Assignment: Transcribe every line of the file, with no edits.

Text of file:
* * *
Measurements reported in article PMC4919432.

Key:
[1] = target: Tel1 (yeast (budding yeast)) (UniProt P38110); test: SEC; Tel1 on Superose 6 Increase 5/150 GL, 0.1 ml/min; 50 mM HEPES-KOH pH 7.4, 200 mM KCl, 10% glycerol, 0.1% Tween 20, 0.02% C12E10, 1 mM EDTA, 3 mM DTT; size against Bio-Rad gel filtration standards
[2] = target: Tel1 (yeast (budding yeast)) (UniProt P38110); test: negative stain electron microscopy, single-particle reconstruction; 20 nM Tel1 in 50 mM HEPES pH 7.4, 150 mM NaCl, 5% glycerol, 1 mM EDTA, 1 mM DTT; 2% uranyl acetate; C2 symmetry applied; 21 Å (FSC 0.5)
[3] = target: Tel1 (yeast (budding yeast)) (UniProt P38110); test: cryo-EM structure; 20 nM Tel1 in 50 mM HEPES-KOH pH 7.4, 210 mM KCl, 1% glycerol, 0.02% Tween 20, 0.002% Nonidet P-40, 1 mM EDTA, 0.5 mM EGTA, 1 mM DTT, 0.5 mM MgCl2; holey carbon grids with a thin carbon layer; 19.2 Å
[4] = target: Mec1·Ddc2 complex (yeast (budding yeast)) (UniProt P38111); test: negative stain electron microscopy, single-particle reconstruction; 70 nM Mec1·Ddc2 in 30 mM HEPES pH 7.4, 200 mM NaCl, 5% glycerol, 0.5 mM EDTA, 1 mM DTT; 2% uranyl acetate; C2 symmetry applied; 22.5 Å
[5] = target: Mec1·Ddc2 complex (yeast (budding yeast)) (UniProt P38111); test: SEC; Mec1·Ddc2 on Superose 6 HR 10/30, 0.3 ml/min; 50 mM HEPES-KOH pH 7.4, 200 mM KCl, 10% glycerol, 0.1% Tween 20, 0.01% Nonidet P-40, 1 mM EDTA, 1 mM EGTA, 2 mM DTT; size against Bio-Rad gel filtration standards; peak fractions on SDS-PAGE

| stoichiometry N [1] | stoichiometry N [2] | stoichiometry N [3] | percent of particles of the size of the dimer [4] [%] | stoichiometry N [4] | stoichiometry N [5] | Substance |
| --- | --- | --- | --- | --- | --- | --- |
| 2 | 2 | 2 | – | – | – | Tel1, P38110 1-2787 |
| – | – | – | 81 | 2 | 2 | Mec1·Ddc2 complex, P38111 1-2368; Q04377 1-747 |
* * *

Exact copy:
Measurements reported in article PMC4919432.

Key:
[1] = target: Tel1 (yeast (budding yeast)) (UniProt P38110); test: SEC; Tel1 on Superose 6 Increase 5/150 GL, 0.1 ml/min; 50 mM HEPES-KOH pH 7.4, 200 mM KCl, 10% glycerol, 0.1% Tween 20, 0.02% C12E10, 1 mM EDTA, 3 mM DTT; size against Bio-Rad gel filtration standards
[2] = target: Tel1 (yeast (budding yeast)) (UniProt P38110); test: negative stain electron microscopy, single-particle reconstruction; 20 nM Tel1 in 50 mM HEPES pH 7.4, 150 mM NaCl, 5% glycerol, 1 mM EDTA, 1 mM DTT; 2% uranyl acetate; C2 symmetry applied; 21 Å (FSC 0.5)
[3] = target: Tel1 (yeast (budding yeast)) (UniProt P38110); test: cryo-EM structure; 20 nM Tel1 in 50 mM HEPES-KOH pH 7.4, 210 mM KCl, 1% glycerol, 0.02% Tween 20, 0.002% Nonidet P-40, 1 mM EDTA, 0.5 mM EGTA, 1 mM DTT, 0.5 mM MgCl2; holey carbon grids with a thin carbon layer; 19.2 Å
[4] = target: Mec1·Ddc2 complex (yeast (budding yeast)) (UniProt P38111); test: negative stain electron microscopy, single-particle reconstruction; 70 nM Mec1·Ddc2 in 30 mM HEPES pH 7.4, 200 mM NaCl, 5% glycerol, 0.5 mM EDTA, 1 mM DTT; 2% uranyl acetate; C2 symmetry applied; 22.5 Å
[5] = target: Mec1·Ddc2 complex (yeast (budding yeast)) (UniProt P38111); test: SEC; Mec1·Ddc2 on Superose 6 HR 10/30, 0.3 ml/min; 50 mM HEPES-KOH pH 7.4, 200 mM KCl, 10% glycerol, 0.1% Tween 20, 0.01% Nonidet P-40, 1 mM EDTA, 1 mM EGTA, 2 mM DTT; size against Bio-Rad gel filtration standards; peak fractions on SDS-PAGE

| stoichiometry N [1] | stoichiometry N [2] | stoichiometry N [3] | percent of particles of the size of the dimer [4] [%] | stoichiometry N [4] | stoichiometry N [5] | Substance |
| --- | --- | --- | --- | --- | --- | --- |
| 2 | 2 | 2 | – | – | – | Tel1, P38110 1-2787 |
| – | – | – | 81 | 2 | 2 | Mec1·Ddc2 complex, P38111 1-2368; Q04377 1-747 |